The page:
I see a lot of questions in review queue starting with mantra "I have to".

They usually contain shorter or larger description of the task to do, and very low effort made to solve that (often no research, no code). I'm already very biased against such questions. For me, if someone thinks that he have to do something, instead of writing what he wants to achieve, it's as if someone was told to do something (by boss, professor etc.), while he don't want to do that nor learn something about programming.

Should we really help people who don't enjoy what they are doing? The worst of such questions seems to come directly for homework task or requirements from boss.

There's another possibility, that the construct "I have to" comes from some language, where there's no difference between "have to", "be going to" or "want to". Maybe it's just cultural and I'm overreacting?

  • 6
    s/I have to/I am trying to/
    – Doorknob
    May 30, 2013 at 12:38
  • 2
    If the question is poor, downvote/ignore/vote-to-close it. If the only gripe you have is the "I have to", what's the problem if the poor sod was told to use library XYZ although he'd much rather use ABC, since a) he knows that one, and b) it's generally much better than XYZ? May 30, 2013 at 12:39
  • @Doorknob you think SE team would implement it, or we should make a Chrome plugin for it? ^^ May 30, 2013 at 12:40
  • Why does it matter if they enjoy what they're doing? If I have to use a library I hate for legacy reasons, does that mean my questions about how to foo the bar with said library shouldn't be answered?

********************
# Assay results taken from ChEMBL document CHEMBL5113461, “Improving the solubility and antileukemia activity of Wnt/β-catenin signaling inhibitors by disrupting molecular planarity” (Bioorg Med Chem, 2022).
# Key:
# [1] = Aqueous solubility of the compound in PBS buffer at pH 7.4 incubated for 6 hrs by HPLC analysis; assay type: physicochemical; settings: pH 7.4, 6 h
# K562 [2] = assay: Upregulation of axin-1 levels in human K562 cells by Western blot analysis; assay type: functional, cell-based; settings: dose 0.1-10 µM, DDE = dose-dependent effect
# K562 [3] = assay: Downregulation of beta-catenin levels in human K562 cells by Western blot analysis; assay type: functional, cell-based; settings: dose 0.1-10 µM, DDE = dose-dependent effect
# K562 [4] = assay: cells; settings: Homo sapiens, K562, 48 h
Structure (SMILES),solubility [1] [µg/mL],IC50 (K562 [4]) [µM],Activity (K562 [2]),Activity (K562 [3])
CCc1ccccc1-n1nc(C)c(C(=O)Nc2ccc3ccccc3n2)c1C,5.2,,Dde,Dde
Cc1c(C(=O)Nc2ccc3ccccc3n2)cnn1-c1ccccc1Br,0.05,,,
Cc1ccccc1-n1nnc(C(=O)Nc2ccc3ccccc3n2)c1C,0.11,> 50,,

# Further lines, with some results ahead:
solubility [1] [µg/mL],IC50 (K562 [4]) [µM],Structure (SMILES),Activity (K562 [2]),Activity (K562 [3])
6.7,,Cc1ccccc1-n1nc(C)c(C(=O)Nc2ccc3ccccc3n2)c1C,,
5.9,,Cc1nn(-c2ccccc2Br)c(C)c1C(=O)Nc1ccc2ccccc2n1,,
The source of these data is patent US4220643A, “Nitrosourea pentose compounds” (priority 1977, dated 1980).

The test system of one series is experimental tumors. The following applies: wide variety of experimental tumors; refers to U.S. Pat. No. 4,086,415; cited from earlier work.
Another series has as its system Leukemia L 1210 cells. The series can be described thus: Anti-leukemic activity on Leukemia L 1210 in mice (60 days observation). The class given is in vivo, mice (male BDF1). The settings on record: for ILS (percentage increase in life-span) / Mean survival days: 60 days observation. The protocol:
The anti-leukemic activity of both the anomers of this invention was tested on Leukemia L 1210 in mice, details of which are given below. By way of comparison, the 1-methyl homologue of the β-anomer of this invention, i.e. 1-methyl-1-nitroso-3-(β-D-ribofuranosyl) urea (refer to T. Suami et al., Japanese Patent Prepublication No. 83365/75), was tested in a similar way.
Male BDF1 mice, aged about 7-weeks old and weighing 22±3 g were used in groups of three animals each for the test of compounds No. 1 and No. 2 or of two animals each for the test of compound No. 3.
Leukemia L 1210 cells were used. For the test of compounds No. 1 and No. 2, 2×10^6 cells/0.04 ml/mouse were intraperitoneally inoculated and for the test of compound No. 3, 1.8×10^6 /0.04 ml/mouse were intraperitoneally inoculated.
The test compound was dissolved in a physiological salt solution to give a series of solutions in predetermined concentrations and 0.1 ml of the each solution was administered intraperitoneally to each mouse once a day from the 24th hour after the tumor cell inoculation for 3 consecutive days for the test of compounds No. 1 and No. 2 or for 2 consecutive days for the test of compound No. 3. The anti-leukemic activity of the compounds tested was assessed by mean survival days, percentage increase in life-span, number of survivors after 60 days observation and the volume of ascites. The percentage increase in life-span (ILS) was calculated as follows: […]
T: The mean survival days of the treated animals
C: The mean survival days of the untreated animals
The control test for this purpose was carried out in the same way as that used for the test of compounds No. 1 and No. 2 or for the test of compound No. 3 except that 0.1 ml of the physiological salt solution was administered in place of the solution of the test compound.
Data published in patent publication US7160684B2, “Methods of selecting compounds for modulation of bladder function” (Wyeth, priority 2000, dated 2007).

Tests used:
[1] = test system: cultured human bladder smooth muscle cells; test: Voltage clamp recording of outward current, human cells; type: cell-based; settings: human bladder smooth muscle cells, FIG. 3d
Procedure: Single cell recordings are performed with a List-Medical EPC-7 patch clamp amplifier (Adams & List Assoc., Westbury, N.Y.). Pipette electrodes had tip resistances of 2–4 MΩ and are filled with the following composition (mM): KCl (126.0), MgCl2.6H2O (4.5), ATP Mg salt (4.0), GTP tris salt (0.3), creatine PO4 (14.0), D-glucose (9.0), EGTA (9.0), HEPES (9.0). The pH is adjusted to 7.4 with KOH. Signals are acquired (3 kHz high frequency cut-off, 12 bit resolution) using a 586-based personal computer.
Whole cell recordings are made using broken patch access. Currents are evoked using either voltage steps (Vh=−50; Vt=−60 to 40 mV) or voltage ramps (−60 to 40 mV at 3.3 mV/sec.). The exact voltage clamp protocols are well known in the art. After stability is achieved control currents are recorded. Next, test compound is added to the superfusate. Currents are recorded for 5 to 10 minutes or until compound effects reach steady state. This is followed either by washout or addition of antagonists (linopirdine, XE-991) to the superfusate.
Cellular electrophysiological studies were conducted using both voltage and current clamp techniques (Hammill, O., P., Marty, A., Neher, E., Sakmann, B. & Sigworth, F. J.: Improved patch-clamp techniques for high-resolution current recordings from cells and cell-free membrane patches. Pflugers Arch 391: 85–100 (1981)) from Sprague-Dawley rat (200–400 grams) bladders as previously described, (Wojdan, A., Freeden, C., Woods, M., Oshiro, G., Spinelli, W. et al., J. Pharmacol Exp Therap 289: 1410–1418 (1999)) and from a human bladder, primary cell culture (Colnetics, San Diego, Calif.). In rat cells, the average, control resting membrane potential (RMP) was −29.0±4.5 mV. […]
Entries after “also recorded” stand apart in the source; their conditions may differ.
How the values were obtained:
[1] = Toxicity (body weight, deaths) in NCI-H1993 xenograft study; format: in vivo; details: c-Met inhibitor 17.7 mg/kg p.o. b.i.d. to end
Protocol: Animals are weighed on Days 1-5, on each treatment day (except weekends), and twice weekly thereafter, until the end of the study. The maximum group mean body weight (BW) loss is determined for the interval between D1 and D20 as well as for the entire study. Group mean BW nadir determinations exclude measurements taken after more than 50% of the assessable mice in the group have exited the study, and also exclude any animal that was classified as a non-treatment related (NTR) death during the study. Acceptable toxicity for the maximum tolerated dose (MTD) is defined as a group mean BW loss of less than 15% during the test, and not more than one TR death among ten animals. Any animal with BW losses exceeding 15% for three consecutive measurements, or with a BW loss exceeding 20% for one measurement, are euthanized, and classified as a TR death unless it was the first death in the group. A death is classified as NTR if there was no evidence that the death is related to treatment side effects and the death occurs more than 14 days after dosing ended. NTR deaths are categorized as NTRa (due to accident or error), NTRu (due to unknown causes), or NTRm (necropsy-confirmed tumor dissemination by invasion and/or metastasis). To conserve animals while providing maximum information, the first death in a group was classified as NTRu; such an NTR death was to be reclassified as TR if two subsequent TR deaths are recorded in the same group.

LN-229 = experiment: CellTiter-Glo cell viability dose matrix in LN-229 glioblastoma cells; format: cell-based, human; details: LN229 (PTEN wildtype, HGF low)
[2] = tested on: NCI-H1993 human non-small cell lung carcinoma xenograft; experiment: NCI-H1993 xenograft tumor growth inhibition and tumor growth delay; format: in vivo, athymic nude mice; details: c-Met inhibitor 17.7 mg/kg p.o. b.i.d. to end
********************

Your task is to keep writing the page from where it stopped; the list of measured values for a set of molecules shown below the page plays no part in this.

– thegrinner
    May 30, 2013 at 12:58
  • If you have to use some library, would you start your question with: I have to use library X? May 30, 2013 at 12:59
  • 1
    If that's relevant information, yes. "I'm doing X. I have to use library Y due to Z. I tried blah and baz happens. What am I doing wrong?" I'll agree there are plenty of cases where people don't explain why their restrictions hold, but there are cases where restrictions exist and users should always communicate that fact.
    – thegrinner
    May 30, 2013 at 13:10

2 Answers 2


There are a number of phrases that are not really problems in a question, but are excellent markers of a problem in a question. When you search for these, you are likely to find something that needs editing (often vital information will be scattered in comments on other answers, for example) or closing.

I think a good list of such phrases would include:

  • I have to - as you say, it can indicate having been assigned to do something and not really engaging with the task and making it their own
  • my question is - typically found in the middle of a wall of text and code
  • thanks in advance - OP is either new to SO or hangs out in tags that are not well curated, or they would have dropped this habit
  • it's urgent for me - again this meta talk gets edited out quickly so it's a marker of a newcomer

Your point about the psychology behind the phrase may be valid, or it may not. But it may lead you to a question that needs to be edited or should be closed. I wouldn't downvote just for the phrase, but perhaps the question would in general be low quality and deserve the dv.

Should we really help people who don't enjoy what they are doing?

Dear Heaven, yes. It's what we're here for. If we do it right, they might start to enjoy what they're doing. Where else can we make such a difference?

  • +1 for the final argument about motivation! May 30, 2013 at 18:26
  • Basically this is "Bad Question Smell"
    – Btuman
    May 30, 2013 at 21:26

Is the problem just with the title? Is the question a good question, but with a wordy title? People can edit titles.

Is the question almost good? Could it be a good question if it was edited? People can edit questions.

Is the question a poor question? People can down-vote questions, and leave comments asking the asker to clarify their meaning.

Is the question a terrible question? People can vote to close the question.

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